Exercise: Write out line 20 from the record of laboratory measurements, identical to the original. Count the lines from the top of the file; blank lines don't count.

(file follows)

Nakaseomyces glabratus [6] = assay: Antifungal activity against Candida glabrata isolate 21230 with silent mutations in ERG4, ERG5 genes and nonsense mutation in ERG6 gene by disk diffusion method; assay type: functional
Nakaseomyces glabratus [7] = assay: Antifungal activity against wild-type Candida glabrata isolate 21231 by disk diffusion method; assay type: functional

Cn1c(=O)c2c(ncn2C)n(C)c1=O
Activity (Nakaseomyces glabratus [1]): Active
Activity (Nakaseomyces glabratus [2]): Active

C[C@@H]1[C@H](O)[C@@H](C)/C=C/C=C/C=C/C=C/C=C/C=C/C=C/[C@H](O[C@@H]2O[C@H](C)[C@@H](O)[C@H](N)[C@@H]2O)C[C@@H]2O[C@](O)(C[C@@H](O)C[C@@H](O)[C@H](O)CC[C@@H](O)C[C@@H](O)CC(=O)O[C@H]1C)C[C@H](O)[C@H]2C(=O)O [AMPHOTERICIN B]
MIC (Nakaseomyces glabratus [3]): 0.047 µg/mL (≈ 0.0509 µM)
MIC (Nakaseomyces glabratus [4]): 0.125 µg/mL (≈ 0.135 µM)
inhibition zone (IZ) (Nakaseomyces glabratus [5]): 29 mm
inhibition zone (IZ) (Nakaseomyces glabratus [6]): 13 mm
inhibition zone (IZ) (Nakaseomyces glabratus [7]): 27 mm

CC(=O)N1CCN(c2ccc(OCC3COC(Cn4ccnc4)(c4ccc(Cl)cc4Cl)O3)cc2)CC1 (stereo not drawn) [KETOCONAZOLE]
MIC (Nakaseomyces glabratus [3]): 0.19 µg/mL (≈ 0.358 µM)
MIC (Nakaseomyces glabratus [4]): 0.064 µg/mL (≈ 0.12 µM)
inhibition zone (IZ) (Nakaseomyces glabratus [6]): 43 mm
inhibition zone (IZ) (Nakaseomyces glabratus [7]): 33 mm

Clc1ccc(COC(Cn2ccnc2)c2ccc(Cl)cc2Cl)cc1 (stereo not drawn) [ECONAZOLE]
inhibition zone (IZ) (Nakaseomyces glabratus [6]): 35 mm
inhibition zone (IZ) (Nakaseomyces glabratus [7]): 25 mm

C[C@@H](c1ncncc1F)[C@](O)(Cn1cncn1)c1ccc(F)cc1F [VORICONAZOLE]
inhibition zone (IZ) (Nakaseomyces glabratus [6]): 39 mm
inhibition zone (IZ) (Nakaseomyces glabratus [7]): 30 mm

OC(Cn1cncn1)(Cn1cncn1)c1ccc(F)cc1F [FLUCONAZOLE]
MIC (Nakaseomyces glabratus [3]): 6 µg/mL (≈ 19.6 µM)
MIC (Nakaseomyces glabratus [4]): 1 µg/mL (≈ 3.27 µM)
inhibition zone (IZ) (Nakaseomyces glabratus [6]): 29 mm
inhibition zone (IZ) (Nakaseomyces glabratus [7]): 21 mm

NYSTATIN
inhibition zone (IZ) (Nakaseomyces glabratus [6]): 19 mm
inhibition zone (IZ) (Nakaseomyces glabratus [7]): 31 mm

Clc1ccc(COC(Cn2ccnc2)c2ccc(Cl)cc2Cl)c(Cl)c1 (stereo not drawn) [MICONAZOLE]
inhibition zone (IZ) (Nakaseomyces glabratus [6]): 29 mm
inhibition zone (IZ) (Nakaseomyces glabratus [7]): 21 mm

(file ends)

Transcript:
C[C@@H](c1ncncc1F)[C@](O)(Cn1cncn1)c1ccc(F)cc1F [VORICONAZOLE]